Archive for Friday, November 27, 2009

Retired surgeon honored

79-year-old the ‘founding father’ of trauma care

November 27, 2009


— Fifty years ago, a patient suffering a heart attack often was picked up by a funeral director driving a hearse.

Loaded into the narrow rear of the vehicle, the patient took the slow, creepy trip to an emergency room without medical care on the way. If the patient died en route, the undertaker was first in line to handle the burial.

“We thought it might be a conflict of interest,” said Frank Mitchell, a retired University Hospital surgeon.

Things have changed since then. From the region’s first specially designed ambulance in 1968 at University Hospital to an increasing emphasis on lifesaving techniques performed in the field by paramedics, Mitchell has pushed for better trauma care.

University Hospital has honored the 79-year-old with a ceremony to christen the Frank L. Mitchell Jr. M.D. Trauma Center. In a ceremony, former colleagues and a horde of family members told stories about the man they call the “founding father” of trauma care in Mid-Missouri.

A native of Excelsior Springs, Mitchell joined University Hospital in 1959 after spending two years as a surgeon in a 1,000-bed Army hospital in Germany. He pushed for a dedicated ambulance and a radio system to let hospital staff know when a patient was en route. He also helped craft a standardized system of trauma care that would later be replicated across the country.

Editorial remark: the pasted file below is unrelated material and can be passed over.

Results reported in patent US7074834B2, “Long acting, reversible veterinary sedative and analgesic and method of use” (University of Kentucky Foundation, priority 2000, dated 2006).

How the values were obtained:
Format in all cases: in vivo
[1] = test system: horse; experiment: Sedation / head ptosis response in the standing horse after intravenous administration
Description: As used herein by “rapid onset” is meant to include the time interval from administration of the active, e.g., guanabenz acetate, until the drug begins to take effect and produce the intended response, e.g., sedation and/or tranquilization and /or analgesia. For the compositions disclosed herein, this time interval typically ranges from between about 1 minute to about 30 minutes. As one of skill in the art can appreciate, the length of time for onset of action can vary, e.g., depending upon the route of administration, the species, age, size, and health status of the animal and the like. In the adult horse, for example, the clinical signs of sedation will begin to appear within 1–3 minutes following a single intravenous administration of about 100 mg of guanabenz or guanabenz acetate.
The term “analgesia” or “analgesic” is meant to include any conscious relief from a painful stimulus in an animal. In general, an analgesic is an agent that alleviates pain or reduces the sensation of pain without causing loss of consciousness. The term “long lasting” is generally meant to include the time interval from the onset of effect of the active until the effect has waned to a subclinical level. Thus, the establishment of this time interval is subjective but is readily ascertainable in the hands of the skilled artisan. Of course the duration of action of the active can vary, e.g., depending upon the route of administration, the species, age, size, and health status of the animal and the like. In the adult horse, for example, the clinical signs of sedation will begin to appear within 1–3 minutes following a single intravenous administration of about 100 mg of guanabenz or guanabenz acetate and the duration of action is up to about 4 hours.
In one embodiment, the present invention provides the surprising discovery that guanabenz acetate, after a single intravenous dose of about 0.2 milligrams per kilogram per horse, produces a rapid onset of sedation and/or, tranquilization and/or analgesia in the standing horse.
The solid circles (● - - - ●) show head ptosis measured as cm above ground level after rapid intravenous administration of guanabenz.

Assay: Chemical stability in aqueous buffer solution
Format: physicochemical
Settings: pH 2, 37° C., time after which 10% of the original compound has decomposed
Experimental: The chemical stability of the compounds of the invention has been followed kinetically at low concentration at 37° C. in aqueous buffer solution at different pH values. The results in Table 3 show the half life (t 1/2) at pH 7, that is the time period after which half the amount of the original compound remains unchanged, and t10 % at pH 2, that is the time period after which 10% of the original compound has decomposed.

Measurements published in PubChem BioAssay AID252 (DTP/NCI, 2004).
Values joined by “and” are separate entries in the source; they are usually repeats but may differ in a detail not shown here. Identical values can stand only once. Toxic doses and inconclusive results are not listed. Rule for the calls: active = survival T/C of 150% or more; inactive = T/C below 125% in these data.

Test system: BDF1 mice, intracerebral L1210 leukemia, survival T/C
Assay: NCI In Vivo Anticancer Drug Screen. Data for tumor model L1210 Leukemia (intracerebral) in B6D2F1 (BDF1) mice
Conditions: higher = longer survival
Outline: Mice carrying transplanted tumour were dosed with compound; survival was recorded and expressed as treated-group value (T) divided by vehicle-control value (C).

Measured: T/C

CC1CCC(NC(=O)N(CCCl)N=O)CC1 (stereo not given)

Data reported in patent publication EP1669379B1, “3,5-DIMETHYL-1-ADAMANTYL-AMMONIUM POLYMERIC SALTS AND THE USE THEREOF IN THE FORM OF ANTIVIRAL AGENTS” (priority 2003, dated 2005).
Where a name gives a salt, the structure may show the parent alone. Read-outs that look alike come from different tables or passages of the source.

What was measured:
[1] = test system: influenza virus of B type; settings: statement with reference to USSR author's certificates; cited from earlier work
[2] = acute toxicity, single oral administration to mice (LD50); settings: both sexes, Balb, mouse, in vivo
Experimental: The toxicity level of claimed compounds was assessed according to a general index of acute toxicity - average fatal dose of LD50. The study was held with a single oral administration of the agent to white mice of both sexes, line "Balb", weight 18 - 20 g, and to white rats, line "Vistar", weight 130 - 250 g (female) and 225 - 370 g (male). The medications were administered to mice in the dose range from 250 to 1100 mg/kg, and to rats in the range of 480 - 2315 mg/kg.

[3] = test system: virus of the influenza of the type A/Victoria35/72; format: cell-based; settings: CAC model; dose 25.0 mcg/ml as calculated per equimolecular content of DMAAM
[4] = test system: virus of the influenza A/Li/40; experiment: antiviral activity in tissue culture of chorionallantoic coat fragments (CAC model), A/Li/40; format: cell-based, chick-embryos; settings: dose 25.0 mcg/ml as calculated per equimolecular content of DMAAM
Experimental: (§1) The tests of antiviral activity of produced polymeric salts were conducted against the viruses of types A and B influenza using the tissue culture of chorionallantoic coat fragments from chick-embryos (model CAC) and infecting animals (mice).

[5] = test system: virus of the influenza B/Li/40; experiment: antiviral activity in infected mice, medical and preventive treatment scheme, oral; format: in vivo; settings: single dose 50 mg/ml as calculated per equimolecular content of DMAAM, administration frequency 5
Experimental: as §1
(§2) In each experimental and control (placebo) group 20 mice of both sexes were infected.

In 1974, Mitchell began the state’s first paramedic training course. In 1980, Mitchell and others successfully petitioned the Missouri State Highway Patrol to allow University Hospital to use a helicopter to transport trauma patients from rural areas.

But perhaps Mitchell’s most far-reaching achievement was developing strict guidelines now used by the American College of Surgeons to “verify” trauma centers across the country.

Erwin Thal, a professor of surgery at the University of Texas Southwestern Medical Center in Dallas, said the breadth of Mitchell’s achievements is remarkable.

“He is directly responsible for saving an untold number of lives,” he said.


Janet Lowther 7 years, 9 months ago

Seems like Dr. Beloit had a dedicated ambulance when we moved in around the corner from him in 1963.

Of course, they weren't all that different from hearses, but were painted white and red and had emergency lights. . .

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